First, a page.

Friday, 28 May 2010

[REC] 2 review

[REC] 2 (18, 84 mins)
Directors: Jaume Balaguero,Paca Plaza
★ ★ ★ ☆ ☆

Two years ago, during a period that ushered in a rash of urban DIY horrors that included the likes of Cloverfield and George Romero’s Diary of the Dead, Spanish horror [REC] exploded onto screens with unprecedented ferocity and success.

Taking place over the course of several harrowing hours, it followed Angela, a bubbly TV presenter and her cameraman as they shadowed a Madrid fire crew on their night shift, where a routine call-out to an apartment building turned into an unexplained, unstoppable zombie outbreak, the gimmick being that everything was seen from the TV camera’s point of view.

As an exercise in sustained horror, [REC] has rarely been bettered and remains one of the scariest films of the last couple of decades, able to provoke actual cower in your seat, hide your eyes and hope-the-monster-doesn’t-get-you terror. It’s incredibly rare for that level of quality to be repeated in a horror sequel, and it’s not much of a surprise to learn that [REC] 2 doesn’t really come close to achieving it.

The first shot of the new film is the last shot of the first, as we see Angela being pulled into the darkness by an emaciated, mutated creature. With the building under quarantine to contain the outbreak, a police unit is sent in to document the situation, along with a government official who says he needs the blood of the original victim in order to make an antidote should the contagion spread. With each of them having helmet-mounted cameras, we’re now able to cut to multiple viewpoints, the whole point being that if it hasn’t been captured on camera, it hasn’t happened.

It was the variety of scares that impressed most first round, from slow creeping dread to jump-shocks that you absolutely will not see coming. Here, it’s not so much sustained terror anymore as sustained carnage, with almost every horror moment a variation on someone being attacked by one of the infected while the camera shakes violently and everyone screams.

Plot-wise [REC]2 starts to go slightly awry when a demonic possession element and Vatican intervention is introduced, making the film a lot more indebted to, and quick to pilfer from, The Exorcist than its own mythology. So while it’s slicker, better lit and even more accomplished in the way it uses long, superbly staged takes, there can be no denying that much of its power has been lost.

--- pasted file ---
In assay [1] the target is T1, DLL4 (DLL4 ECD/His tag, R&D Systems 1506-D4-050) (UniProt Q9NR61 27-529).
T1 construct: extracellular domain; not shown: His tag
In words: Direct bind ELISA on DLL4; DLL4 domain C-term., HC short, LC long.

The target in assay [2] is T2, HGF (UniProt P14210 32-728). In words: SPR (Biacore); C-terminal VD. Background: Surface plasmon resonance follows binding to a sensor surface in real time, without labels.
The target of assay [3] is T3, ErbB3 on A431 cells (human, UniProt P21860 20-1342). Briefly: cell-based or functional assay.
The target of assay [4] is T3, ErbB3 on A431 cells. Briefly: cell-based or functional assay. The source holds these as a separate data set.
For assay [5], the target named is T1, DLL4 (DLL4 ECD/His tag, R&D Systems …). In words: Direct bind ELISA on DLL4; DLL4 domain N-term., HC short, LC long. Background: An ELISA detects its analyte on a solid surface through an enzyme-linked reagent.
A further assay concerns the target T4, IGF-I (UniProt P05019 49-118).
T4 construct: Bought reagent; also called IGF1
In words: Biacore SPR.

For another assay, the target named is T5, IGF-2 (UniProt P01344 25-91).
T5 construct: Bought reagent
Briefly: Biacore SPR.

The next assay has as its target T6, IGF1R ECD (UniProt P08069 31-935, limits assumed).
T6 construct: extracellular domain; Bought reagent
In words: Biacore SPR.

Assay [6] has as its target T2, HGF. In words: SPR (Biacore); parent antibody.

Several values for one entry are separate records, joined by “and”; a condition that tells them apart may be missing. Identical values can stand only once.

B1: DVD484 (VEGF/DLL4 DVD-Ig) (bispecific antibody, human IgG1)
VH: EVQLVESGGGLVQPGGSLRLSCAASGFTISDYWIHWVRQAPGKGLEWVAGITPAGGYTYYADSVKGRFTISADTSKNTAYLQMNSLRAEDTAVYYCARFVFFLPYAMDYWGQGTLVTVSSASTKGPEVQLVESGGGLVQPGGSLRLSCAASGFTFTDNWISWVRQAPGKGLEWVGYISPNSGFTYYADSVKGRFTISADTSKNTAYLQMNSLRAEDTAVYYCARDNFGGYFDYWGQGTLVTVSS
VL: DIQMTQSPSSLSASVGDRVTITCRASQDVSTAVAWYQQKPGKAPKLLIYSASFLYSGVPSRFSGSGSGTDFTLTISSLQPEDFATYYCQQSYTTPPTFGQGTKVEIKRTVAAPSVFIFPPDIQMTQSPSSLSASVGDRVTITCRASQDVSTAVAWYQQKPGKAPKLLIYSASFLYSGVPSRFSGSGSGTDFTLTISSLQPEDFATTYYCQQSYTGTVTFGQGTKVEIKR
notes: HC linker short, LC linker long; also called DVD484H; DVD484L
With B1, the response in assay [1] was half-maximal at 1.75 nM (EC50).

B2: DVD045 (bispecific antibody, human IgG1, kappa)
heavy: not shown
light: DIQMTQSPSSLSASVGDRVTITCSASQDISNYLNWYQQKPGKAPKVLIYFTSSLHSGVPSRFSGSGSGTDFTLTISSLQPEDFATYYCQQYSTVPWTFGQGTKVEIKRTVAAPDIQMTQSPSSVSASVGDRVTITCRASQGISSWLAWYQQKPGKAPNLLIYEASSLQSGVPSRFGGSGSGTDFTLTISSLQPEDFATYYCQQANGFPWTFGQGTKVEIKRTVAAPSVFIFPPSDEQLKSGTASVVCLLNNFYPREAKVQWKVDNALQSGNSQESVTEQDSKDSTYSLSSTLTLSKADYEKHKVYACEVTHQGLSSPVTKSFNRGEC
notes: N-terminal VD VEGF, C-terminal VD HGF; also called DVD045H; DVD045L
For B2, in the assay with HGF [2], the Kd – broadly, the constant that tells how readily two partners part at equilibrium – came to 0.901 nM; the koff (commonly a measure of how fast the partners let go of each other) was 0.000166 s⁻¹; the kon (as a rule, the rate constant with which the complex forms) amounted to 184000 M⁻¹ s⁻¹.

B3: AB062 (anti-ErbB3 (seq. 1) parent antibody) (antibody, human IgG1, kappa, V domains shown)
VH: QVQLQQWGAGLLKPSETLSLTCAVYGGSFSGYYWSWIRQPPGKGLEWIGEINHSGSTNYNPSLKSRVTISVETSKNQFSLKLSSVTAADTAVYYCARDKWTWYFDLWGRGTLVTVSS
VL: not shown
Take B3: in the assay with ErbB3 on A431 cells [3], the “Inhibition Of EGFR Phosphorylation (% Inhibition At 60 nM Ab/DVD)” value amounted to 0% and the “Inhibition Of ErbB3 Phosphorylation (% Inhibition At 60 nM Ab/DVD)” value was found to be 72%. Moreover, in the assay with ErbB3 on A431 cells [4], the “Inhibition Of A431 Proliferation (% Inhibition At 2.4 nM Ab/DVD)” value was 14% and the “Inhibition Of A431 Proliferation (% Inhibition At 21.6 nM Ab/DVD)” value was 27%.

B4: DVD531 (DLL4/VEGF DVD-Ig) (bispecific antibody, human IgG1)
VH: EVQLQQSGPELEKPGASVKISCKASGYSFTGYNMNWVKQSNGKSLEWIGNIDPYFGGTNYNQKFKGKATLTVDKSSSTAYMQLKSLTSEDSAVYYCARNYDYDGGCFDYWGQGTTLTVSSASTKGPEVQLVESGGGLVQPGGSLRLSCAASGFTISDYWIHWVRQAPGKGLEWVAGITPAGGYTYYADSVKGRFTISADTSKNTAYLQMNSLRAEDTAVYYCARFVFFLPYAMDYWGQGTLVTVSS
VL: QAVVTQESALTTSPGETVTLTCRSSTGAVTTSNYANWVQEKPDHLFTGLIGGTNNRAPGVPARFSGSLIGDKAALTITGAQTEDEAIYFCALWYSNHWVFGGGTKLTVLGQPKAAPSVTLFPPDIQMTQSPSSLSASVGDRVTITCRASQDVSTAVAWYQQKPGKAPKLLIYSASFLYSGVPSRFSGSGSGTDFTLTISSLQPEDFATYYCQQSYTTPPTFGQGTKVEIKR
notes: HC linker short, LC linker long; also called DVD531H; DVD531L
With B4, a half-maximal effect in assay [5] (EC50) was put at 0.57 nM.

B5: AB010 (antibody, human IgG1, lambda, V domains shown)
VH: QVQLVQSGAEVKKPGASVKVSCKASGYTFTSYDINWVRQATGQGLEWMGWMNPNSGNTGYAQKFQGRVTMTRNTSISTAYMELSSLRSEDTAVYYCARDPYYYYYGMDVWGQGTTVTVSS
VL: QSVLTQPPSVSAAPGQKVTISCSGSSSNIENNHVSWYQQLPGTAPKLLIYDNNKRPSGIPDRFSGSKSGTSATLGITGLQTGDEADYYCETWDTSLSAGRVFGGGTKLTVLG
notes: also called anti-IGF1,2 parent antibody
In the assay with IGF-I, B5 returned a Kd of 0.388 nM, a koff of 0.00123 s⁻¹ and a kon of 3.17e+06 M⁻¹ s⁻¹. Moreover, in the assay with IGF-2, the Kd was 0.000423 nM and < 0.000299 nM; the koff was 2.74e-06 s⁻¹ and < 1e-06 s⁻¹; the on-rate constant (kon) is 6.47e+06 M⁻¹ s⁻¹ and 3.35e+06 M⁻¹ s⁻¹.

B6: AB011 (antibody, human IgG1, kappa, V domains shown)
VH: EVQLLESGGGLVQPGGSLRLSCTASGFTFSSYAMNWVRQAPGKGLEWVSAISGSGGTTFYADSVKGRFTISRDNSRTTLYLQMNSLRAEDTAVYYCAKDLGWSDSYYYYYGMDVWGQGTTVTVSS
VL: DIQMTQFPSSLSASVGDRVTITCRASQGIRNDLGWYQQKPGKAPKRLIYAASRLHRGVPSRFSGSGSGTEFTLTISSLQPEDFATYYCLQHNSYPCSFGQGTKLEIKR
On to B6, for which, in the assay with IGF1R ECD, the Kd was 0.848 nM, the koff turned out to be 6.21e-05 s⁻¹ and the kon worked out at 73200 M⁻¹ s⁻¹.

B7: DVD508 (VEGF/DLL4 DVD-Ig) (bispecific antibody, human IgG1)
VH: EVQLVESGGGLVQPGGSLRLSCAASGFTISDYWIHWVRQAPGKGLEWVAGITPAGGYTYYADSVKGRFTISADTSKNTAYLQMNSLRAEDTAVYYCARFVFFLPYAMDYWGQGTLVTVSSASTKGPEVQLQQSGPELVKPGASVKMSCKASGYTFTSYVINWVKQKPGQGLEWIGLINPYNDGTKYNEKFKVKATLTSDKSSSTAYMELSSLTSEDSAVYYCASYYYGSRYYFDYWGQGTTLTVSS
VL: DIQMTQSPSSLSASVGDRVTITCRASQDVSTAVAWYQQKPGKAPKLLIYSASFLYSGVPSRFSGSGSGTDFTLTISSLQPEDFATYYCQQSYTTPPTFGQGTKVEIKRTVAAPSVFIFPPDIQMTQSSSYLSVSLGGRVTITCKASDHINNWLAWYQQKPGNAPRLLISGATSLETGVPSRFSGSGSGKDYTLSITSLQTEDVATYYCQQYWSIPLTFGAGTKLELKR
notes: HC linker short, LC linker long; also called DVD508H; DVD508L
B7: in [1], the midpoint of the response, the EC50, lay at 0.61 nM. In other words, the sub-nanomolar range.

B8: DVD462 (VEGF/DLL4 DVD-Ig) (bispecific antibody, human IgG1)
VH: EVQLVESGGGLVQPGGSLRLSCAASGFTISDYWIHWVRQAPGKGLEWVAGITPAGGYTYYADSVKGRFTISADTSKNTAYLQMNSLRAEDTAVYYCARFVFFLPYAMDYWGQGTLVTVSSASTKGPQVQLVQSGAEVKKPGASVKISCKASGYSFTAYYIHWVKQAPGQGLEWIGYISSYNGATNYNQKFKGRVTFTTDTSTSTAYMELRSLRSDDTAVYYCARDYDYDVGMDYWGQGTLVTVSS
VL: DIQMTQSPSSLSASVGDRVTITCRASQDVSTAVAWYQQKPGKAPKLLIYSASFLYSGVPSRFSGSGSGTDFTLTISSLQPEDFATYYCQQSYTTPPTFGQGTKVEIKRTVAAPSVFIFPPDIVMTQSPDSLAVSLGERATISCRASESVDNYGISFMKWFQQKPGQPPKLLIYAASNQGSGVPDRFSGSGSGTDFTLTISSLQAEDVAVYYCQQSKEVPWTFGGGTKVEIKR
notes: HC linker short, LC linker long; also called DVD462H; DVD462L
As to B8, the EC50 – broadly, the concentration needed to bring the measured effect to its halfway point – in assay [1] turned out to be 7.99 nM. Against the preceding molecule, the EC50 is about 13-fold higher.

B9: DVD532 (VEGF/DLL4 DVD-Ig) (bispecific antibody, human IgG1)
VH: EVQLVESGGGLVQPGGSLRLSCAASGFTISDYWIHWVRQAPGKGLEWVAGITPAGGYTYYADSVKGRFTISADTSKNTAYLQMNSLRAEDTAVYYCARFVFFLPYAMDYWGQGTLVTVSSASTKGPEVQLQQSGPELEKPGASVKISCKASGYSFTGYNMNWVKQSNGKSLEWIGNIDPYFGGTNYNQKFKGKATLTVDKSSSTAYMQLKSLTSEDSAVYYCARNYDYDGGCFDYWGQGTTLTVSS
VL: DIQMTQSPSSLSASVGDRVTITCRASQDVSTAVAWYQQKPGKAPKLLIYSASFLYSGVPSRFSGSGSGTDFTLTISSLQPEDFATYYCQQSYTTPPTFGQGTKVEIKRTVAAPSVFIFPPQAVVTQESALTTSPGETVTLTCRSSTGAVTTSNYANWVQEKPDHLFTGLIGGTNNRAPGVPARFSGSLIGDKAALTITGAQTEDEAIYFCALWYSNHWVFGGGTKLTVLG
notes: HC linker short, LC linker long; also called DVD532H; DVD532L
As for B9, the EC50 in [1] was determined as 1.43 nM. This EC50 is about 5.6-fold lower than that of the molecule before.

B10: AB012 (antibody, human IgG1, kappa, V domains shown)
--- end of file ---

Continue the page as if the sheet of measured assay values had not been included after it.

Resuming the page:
[REC]2 was a massive hit at the Spanish box office last year and there’s a sense, with two further sequels already planned, that it’s now more relevant as a cash cow than as innovative horror cinema.

The Losers review

The Losers (12A, 97 mins)
Director: Sylvain White 
★ ★ ★ ☆ ☆

Looking to steal a march on the upcoming A-Team movie, actioner The Losers is based on a graphic novel about a group of mercenaries (including the likes of Jeffrey Dean Morgan, Chris Evans and Idris Elba) betrayed by the CIA. Presumed dead and left to rot in Bolivia, they meet Zoe Saldana’s former agent who tells him she can get them back to America so they can find the man who betrayed them, someone she also has a grudge against. So they come up against an arms dealer (Jason Patric) in a well paced adventure that’s full of globetrotting and double crossing and some energetic burst of action that try to incorporate traditional gunplay with heist machinations. By adopting a light hearted approach and a flippantly violent tone, it canters along as harmless fun that isn’t necessarily always funny. So while Patric and his henchman have a nice line in banter, sort of a riff on Dr Evil and his son from Austin Powers, elsewhere it’s just fairly lame bickering by a minor cast.

Tooth Fairy review


Tooth Fairy (PG, 101 mins)
Director: Michael Lembeck
★ ★ ☆ ☆ ☆